Battle for Bed-Stuy: The Long War on Poverty in New York City
Hardback: Harvard UP, 2016
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Reviewed by Leslie Klingensmith
Too often, we learn history as an impersonal set of dates, geographic locations, and the names of the major players. While those academic facts are important, our collective past can potentially be much more alive to us in the present and, therefore, more helpful as we seek solutions to the social ills that affect us all. Historical writing is most effective when it is able present people and scenarios from the past in a way that humanizes those who were there and shows us how decisions made “at the top” actually changed the lives of ordinary people.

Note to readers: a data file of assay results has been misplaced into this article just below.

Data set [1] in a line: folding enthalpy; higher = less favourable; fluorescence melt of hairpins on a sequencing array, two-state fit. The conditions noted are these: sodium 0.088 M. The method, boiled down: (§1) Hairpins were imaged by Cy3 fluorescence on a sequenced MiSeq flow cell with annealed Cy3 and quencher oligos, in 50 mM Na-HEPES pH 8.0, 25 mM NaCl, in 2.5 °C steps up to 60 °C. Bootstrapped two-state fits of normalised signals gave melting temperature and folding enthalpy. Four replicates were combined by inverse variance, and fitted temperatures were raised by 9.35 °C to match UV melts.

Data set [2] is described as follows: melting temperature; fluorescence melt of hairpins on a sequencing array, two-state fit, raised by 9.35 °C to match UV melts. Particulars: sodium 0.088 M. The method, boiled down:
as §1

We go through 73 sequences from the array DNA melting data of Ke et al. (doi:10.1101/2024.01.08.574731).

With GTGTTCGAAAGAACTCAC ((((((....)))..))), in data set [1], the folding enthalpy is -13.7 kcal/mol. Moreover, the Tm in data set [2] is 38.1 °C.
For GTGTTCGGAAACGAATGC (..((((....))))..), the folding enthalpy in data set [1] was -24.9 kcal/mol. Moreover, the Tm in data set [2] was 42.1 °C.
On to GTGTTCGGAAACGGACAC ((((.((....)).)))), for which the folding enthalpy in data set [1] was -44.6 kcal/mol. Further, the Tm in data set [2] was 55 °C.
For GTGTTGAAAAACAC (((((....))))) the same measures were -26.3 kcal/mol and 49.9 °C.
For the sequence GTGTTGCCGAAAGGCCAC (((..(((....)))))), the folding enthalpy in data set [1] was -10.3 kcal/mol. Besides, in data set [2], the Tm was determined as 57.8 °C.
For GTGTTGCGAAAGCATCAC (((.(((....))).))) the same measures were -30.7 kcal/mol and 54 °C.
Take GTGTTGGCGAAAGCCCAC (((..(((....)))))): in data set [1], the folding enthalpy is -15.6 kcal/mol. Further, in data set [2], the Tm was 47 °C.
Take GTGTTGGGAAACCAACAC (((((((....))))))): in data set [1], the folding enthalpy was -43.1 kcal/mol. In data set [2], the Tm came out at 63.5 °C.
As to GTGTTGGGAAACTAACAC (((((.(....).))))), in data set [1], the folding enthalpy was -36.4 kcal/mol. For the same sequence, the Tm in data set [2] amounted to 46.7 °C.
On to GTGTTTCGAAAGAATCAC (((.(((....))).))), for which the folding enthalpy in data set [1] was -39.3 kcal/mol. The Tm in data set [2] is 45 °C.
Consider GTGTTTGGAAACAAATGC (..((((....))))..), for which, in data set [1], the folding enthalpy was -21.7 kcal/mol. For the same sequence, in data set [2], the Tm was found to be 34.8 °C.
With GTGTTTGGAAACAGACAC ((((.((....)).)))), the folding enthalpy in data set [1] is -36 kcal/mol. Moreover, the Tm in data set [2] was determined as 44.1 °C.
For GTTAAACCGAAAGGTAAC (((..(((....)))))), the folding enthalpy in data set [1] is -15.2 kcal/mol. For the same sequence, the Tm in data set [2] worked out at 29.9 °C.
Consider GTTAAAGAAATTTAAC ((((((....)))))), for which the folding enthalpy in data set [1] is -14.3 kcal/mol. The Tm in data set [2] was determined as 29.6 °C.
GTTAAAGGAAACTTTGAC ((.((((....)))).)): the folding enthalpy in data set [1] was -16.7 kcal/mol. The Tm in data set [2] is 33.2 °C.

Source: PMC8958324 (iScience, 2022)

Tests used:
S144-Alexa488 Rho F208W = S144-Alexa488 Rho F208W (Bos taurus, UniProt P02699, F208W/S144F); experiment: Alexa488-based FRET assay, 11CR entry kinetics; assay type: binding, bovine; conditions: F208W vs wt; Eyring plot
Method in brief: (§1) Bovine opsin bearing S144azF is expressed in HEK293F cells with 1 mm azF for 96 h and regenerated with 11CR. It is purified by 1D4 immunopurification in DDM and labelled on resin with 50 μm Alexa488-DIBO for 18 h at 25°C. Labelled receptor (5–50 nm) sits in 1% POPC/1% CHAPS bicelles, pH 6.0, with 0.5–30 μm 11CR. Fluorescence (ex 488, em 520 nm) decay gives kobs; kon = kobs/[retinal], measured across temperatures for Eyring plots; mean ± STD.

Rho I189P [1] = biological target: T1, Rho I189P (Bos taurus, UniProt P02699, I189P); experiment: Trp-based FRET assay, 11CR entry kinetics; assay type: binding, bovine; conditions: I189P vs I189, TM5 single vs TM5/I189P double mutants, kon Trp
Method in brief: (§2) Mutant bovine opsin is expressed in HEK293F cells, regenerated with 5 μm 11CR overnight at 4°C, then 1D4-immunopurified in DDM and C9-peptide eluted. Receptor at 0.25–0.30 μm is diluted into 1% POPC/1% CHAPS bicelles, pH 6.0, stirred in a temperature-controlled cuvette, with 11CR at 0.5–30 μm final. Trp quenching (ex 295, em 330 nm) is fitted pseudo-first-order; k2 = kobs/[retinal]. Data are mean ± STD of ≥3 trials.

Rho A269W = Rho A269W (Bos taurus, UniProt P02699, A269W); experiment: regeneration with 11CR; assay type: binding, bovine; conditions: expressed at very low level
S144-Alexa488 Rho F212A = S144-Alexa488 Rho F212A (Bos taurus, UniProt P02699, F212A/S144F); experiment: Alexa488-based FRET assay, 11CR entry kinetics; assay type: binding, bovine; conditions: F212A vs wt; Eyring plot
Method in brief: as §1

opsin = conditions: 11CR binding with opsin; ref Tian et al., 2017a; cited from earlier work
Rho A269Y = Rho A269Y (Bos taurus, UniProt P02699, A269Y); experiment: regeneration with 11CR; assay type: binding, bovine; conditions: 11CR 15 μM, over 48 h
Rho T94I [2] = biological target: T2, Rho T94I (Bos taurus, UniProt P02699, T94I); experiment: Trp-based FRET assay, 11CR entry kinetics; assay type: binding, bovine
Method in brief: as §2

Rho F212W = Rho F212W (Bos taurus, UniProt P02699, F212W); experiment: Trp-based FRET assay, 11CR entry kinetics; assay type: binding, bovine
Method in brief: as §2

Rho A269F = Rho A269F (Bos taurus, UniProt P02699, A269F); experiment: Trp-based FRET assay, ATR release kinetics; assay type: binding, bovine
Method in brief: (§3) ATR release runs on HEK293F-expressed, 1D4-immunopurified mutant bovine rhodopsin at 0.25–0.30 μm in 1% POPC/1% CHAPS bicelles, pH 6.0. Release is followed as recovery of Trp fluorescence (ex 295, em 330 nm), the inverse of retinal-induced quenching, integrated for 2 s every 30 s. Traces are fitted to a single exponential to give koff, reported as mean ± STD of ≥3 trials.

Michael Woodsworth, in his book Battle for Bed-Stuy:The Long War on Poverty in New York City, makes a credible attempt to look at one community through a period of decades. He analyzes Bedford-Stuyvesant’s (“Bed-Stuy”) efforts to combat poverty and remain a safe, vibrant, appealing place for people to live. Battle for Bed-Stuy is especially useful for learning how President Lyndon Johnson’s War on Poverty legislation and its programs played out in a real community populated by people committed to improving their surroundings and their lives.